Historical Society will again lead popular ghost tours
By Alison Rooney
Mix in some gentle scares with Beacon’s rich history and you’ve concocted an in-demand potion. Ghost walking tours by the Beacon Historical Society were a hot ticket in 2017, the first year, and they are in 2018 as well.
Held over a single October weekend, the six tours offered in 2017 filled up rapidly and, though each tour was limited to 20 participants, 40 people turned up for the final one, pleading for a spot.
In response, the society this year expanded its “The Ghost in the Mist” tours to six on each of four consecutive Saturday nights, beginning Oct. 6. (Three of the 24 tours have already sold out.) The tours depart every half-hour beginning at 7 p.m.
The hour-long tour, which departs from the lawn of the Veterans of Foreign Wars Post at 413 Main St., covers about a half-mile, and lantern lights are provided. The guides will lead each group through the dark streets of Beacon, sharing local lore and legends from the days before the American Revolution through the Victorians.
Costumed actors will tell a tale at many of the stops. The characters include Catheryna Rombout Brett (aka Madam Brett), who will speak from the homestead which her family owned for hundreds of years; Alexander Hamilton, who wrote the Federalist Papers in a rental home at Denning’s Point; and Nancy Lamont, a turn-of-the-century librarian at the Howland.
Robin Lucas, the BHS board member who came up with the idea of leading ghost tours, says the actors will share information that is, as much as possible, based on primary sources. “I love ghost stories,” she says, “and I had been on many haunted tours. I thought this would be a good way for the historical society to educate the community in a fun way, and raise funds, too.”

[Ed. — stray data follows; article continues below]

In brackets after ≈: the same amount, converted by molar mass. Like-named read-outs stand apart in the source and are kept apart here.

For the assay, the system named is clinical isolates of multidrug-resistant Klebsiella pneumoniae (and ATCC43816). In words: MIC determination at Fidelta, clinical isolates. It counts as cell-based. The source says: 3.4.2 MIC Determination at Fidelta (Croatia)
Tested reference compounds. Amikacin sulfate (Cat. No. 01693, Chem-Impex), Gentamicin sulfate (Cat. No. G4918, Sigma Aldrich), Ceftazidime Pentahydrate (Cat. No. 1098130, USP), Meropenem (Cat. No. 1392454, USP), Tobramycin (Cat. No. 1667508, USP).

Emily Murnane, a BHS trustee, who researched and wrote the monologue for Madam Brett and portrays her, says she gets a kick out of occasionally being recognized when working at her mother’s Main Street store, Beacon Bath & Bubble.
“I love it when someone asks, ‘Aren’t you Madam Brett?’ ” she says. “There’s not a single kid who grew up in Beacon who hasn’t been on a school trip to the Madam Brett Homestead, so representing her is an honor.”
A corps of volunteers, including students from Beacon High School, Mount Saint Mary College and afterschool acting programs, pulls the event together, beginning in January. Some costumes are borrowed from the Madam Brett Homestead; others are donated by a collector of Victorian clothing or purchased.
“There are so many talented people who contribute in some way,” says Lucas. “It’s a great opportunity for people in the community to connect.”
Murnane, who is in her 20s and grew up in Beacon, says the tours are a way of making history attractive to younger adults. “This is a more accessible platform for them to discover local history,” she explains. “The word ‘story’ is in history for a reason.”
“And these stories are very inspiring,” Lucas adds.
How to Scare Up Tickets
Tickets are $18 for adults and $15 for seniors, BHS members and children ages 8 to 15. (Organizers say the tours may not be suitable for younger children, because they take place after dark.) Order online at beaconhistorical.org.
Participants are advised to wear comfortable shoes and rain gear; the tour will proceed in light rain. Strollers and pets are not allowed. Email firstname.lastname@example.org or call 845-765-9500 for information.